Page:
In October 2010, the members of Elevator Pitch Press (comprised of a group of Comics Experience alums from the first online Intro to Comic Book Writing class) were talking about what to do next after our first release: Tales from the Comics Experience.
We decided to do an anthology of zombie stories married with historical events, and that led to the three issues of Great Zombies in History (GZiH) that came out earlier this year.
We also wanted to have another anthology that was tied to a singular theme. Many names were bandied about, and we settled on the theme FEAR. However, our energies were completely invested in the GZiH books, so “FEAR” fell by the wayside. Time passed and some of the EPP members had other commitments and had to pull out.
Last March, I attended C2E2 in Chicago and spent a fair amount of time in the Artist Alley and Small Press areas. After looking at the various books that were being sold (especially after having seen some of the finished GZiH stories), I felt that we at Elevator Pitch Press could put something out that would be just as good as anything being sold at that con.
Emboldened by a newfound confidence, I emailed the group and offered to take the lead. This was the first time that I took charge of anything since my high school yearbook.
Thankfully, working with these guys has been a pleasure. The level of professionalism in this group would impress any editor in the industry. Everyone got their stories to me in time for the book to be ready for New York Comic Con.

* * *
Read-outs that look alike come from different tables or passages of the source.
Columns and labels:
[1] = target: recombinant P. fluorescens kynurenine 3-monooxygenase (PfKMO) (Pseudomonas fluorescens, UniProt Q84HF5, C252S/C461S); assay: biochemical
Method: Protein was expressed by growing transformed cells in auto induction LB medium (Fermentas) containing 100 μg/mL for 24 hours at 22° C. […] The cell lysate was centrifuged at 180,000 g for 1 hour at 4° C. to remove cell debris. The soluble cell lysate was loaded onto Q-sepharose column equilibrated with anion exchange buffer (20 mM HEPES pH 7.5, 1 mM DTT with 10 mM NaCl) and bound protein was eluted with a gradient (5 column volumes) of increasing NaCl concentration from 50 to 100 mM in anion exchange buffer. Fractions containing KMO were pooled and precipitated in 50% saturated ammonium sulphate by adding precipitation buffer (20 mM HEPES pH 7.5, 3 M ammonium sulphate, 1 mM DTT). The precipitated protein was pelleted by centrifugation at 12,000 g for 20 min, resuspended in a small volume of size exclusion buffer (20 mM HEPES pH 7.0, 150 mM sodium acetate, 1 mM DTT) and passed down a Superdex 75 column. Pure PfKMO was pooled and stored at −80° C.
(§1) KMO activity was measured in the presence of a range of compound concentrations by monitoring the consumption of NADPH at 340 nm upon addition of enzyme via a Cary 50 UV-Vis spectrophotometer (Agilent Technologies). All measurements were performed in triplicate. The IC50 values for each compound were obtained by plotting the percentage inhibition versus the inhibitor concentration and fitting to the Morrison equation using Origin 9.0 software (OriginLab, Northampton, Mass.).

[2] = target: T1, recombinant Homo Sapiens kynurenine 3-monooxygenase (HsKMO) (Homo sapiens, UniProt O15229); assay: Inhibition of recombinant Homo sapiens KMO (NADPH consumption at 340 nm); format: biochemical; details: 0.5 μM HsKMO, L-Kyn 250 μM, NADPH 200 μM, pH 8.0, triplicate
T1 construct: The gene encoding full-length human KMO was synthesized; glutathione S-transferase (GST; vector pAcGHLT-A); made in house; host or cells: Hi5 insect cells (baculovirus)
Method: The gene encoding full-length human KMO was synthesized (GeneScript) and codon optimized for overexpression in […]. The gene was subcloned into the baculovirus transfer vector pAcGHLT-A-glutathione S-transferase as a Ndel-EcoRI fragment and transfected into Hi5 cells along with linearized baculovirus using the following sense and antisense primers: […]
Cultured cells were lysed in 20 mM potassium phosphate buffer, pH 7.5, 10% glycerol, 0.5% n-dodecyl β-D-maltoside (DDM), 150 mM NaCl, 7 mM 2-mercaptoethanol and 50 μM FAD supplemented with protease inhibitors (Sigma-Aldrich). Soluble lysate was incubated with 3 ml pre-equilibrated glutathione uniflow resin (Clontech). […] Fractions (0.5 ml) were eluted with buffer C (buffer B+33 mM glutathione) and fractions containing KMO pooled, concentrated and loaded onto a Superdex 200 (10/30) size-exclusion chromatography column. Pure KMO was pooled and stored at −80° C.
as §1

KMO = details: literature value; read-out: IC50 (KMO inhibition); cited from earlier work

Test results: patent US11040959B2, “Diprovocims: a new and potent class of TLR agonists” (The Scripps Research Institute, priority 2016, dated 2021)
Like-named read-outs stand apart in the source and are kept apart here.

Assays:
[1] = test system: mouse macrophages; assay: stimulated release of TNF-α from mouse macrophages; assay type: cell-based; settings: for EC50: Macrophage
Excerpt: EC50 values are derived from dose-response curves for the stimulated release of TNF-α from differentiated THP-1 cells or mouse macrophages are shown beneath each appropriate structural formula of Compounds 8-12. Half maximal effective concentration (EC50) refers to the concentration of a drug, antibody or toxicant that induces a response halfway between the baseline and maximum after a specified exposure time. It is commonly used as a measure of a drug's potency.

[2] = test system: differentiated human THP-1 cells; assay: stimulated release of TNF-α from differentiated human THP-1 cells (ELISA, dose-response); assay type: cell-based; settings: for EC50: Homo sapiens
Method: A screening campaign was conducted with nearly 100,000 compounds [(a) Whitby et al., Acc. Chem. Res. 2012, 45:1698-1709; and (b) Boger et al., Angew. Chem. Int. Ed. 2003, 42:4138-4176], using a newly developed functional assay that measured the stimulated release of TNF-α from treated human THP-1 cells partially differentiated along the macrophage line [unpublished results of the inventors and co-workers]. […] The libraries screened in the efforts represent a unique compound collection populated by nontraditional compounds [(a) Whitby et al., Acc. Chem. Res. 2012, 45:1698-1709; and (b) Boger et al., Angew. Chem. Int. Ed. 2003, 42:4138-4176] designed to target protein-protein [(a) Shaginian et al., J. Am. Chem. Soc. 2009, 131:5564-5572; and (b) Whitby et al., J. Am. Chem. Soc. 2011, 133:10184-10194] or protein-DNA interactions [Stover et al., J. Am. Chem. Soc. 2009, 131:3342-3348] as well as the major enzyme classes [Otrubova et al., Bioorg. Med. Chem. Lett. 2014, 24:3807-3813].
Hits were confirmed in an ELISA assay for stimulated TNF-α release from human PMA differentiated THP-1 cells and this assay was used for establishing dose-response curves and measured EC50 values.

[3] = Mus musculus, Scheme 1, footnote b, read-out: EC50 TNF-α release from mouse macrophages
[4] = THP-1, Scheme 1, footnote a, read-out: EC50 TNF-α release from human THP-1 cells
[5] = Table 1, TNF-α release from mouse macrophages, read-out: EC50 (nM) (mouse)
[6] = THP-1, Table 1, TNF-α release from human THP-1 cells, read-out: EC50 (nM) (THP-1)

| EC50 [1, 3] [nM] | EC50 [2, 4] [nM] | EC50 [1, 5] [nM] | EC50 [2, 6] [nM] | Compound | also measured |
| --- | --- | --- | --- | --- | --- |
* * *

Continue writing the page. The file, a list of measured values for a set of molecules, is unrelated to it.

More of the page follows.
The hardest aspect of getting this book together was deciding on a title. After seeing the cover by Darick Robertson (Transmetropolitan, The Boys) and Richard P. Clark, the one thing that came to mind was...Don’t Be Afraid.
While I am no expert on editing, I did take away some important lessons from this experience:
- When editing an anthology for and with other writers, try not to be a dictator. You must respect that the other creators have invested their time (and in some cases, money) into their stories, so they have as much equity in this project as you do.
- If there is an aspect to the creative process that you are not completely comfortable with, don’t be afraid to ask for help. Graphic design is not a strength of mine, so I was able to get logo/lettering/design master (and Creators Workshop member) ET Dollman to help me lay out the book and get it to the right printing specs.
- When developing a set of deadlines, give yourself some wiggle room because more often than not, there will be some hiccups along the way. An artist can flake out, a writer might want to tweak a line of dialogue, or life can just get in the way.
- Communicate, communicate, communicate. I can’t stress enough how important this is. In fact, I feel this is an area that I must improve on for future projects. If something is holding things up, let the other creators know. If you think something in a scene doesn't work, let them know. It gives the creators confidence in you, and will result in a better product overall.
- Find a printer that you are comfortable with. Do not settle for a printer solely because of one person’s recommendation. Make the extra effort to compare prices and turn-around time. Find out if they will provide a proof. You will be surprised at the varying degrees of customer service and overall product quality.
Dan Rivera is on Twitter as @danriveraprime and can be reached via email at firstname.lastname@example.org. His webcomic, Platinum Falls, will be live in 2012.
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